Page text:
Maybe everyone is not born free; but everyone should be. Men and women of every race, nationality, religion, class and tribe should all have the divine gift and human right of freedom, no matter who they are, or where they live, or who they love.
The caged bird sings, writes Maya Angelou,
with a fearful trill
of things unknown
but longed for still;
and his tune is heard
on the distant hill
for the caged bird
sings of freedom.
We who long for freedom of the soul, we who find ourselves at times trapped in cages with fearful longing—we sing for freedom. Too many of us don’t believe we can fly. Too many of us feel trapped in our cages, our tombs of pain, fear, regret, despair.
We yearn for deliverance; we yearn for freedom. But if we really yearn for freedom, then we must run to Jesus, fall to our knees at his feet, and ask him with every bit of sincerity we can muster: “Oh, Lord, what must I do to be saved?”
“Out of my distress I called on the Lord,” sings the psalmist. “The Lord answered me and set me free.”
Are you free? Are you free? Or are you enslaved to anything? Do any of you have any chains, any shackles you’re carrying around? Any false idols, or false friends? Are you bound by chains of addiction to anything—drugs, alcohol, tobacco, sex, pornography, video games, television, anything? It’s a question for honest hearts to ponder.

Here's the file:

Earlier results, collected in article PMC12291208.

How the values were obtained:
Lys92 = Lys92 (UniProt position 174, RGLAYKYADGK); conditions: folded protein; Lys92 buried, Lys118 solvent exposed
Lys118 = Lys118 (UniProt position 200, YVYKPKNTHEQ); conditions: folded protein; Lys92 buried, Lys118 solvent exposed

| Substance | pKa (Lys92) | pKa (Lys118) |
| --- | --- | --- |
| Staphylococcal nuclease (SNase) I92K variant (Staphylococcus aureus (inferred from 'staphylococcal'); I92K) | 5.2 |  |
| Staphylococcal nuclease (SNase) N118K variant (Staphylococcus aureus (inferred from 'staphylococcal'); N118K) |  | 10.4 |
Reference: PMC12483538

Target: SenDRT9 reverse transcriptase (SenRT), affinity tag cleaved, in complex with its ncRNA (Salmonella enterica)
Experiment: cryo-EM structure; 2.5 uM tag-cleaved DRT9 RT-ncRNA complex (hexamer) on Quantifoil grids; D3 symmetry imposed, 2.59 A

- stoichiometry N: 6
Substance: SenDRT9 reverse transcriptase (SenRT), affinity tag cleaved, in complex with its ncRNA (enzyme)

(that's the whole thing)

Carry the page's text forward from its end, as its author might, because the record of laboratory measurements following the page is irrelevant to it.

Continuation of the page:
Are you bound by chains of confusion? Or of low self-esteem? Chains of selfishness, of anger or hatred, of regret or guilt or remorse—chains that you know are hurting you, maybe even killing you? Do you ever find yourself alone in your tomb, crying out in anguish, bruising yourself physically or emotionally, harming yourself through negative thoughts or self-destructive habits?
Are you trying to break your chains? Trying hard to remove your shackles; but they’re too heavy? Are you’re trying hard… maybe too hard?